H.323 Discovery and Registration | Cisco VOIP

The five stages of an H.323 call and details of each of these connections are listed.

  1. Discovery and registration

  2. Call setup

  3. Call-signaling flows

  4. Media stream and media control flows

  5. Call termination

A lot happens within each of these stages; from the time the call is requested to the time it is terminated.

Device Discovery and Registration

The gatekeeper initiates a "discovery" process to determine the gatekeeper with which the endpoint must communicate, as shown in Figure 1. This discovery can be either a statically configured address or through multicast traffic. Once this is determined, the endpoint or gateway registers with the discovered gatekeeper.

Figure 1: H.323 Gatekeeper Call Control/Signaling: Discovery and Registration

Registration is used by the endpoints to identify a zone with which they can be associated (a zone is a collection of H.323 components managed by a single gatekeeper). H.323 can then inform the gatekeeper of the zones' transport address and alias address.

In Figure 1:

  1. A H.323 gateway (or terminal) sends a request to register (RRQ) message using H.225 RAS on the RAS channel to the gatekeeper.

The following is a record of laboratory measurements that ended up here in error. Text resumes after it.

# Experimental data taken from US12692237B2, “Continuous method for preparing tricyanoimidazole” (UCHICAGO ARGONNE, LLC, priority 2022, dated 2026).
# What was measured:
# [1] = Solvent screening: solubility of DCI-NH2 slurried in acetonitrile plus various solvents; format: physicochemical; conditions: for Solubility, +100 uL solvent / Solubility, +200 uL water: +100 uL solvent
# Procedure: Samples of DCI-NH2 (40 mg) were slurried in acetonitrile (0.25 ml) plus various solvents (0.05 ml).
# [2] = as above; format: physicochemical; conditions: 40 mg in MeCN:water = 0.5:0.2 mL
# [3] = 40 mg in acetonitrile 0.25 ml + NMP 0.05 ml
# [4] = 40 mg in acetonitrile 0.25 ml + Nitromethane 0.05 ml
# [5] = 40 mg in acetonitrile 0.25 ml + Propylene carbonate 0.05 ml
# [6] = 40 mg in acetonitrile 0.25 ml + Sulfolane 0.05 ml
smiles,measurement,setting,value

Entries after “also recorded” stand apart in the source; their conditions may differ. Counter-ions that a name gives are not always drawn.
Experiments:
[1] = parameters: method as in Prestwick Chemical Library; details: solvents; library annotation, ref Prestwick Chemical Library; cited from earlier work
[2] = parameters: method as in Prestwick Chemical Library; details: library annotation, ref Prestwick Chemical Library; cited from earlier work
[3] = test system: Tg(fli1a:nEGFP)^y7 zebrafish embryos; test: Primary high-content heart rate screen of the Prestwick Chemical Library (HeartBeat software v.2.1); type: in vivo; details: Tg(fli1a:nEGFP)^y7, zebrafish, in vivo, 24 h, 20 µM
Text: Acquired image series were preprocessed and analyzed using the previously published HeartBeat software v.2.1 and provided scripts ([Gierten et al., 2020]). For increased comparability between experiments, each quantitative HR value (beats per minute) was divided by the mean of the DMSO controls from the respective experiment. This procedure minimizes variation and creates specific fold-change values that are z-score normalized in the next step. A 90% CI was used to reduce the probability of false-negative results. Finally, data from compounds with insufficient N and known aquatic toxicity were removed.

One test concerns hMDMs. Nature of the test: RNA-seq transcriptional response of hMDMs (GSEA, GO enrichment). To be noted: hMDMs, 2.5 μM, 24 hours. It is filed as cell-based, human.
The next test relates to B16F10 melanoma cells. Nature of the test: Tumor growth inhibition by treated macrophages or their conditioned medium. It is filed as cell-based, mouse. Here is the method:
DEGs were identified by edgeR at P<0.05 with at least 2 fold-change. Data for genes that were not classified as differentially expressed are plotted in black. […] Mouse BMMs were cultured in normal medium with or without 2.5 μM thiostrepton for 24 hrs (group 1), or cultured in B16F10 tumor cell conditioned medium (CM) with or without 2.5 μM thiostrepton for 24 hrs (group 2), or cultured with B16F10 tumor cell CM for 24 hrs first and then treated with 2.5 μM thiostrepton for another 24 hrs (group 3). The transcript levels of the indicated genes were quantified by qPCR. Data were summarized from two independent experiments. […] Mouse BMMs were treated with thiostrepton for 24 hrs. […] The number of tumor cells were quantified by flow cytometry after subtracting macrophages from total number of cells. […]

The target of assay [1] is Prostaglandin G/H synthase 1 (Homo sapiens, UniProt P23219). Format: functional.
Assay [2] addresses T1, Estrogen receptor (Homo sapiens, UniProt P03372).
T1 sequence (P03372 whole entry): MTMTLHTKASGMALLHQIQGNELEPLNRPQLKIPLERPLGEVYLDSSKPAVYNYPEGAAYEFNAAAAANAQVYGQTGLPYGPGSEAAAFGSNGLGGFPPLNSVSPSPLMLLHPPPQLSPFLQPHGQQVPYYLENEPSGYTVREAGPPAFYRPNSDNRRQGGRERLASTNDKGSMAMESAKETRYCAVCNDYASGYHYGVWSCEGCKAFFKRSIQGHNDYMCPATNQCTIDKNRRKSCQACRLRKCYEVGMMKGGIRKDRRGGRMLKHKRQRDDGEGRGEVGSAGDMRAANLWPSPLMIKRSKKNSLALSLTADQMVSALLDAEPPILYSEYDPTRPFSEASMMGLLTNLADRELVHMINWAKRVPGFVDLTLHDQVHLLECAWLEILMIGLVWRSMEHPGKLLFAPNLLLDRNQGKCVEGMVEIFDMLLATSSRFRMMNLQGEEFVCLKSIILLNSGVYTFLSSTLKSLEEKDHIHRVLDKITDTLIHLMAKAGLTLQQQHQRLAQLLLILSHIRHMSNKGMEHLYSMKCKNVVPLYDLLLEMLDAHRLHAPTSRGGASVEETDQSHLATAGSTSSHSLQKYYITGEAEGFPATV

2. The gatekeeper confirms or denies the registration by sending a registration confirmation (RCF) or a "Reject registration" message back to the gateway.

Intra-zone Call Placement

Once the registration and discovery process is complete, we can place a call. Figure 2 shows Gateway X placing a intra-zone call to a terminal connected to Gateway Y, Gateway X sends an admission request (ARQ) message to the gatekeeper requesting permission to place a call to a phone number serviced by Gateway Y.

Figure 2: H.323 Gatekeeper Call Control/Signaling: Call Placement (Intra-zone)

In Figure 2:

  1. Gateway X sends an ARQ message using H.225 RAS to the gatekeeper.

  2. Gatekeeper requests direct call signaling by sending an admission confirmation (ACF) to Gateway X.

  3. H.323 call setup is initiated.

Inter-zone Call Placement

The process of placing an inter-zone call is somewhat more complicated and resource–intensive, as the network is larger and divided into multiple zones. In Figure 3, Gatekeeper A controls Zone A, and Gatekeeper B controls Zone B. Gateway X (or Terminal X) is registered with Gatekeeper A, and Gateway Y is registered with Gatekeeper B.

Figure 3: H.323 Gatekeeper Call Control/Signaling: Call Placement (Inter-zone)

To place a call to Gateway Y terminal, Gateway X first sends an ARQ message to the gatekeeper requesting permission to make the call. Since Gateway Y is not registered with the gatekeeper in Zone A, we assume that the gateways (terminals) are already registered.

Figure 3 shows five distinct phases in an inter-zone call placement.

  1. ARQ Gateway X requests a connection to Gateway Y from its local gatekeeper.

  2. Location request (LRQ) Local gatekeeper for Gateway X does not know the IP address of Gateway Y and is requesting the address from Gateway Y's local gatekeeper.

  3. Location confirm (LCF) Gateway Y's local gatekeeper responds to Gateway X's local gatekeeper with the IP address of Gateway Y.

  4. ACF The local gatekeeper responds to Gateway X's request and provides the remote IP address of Gateway Y.

  5. Call established The H.323 call is established between Gateway X and Gateway Y.

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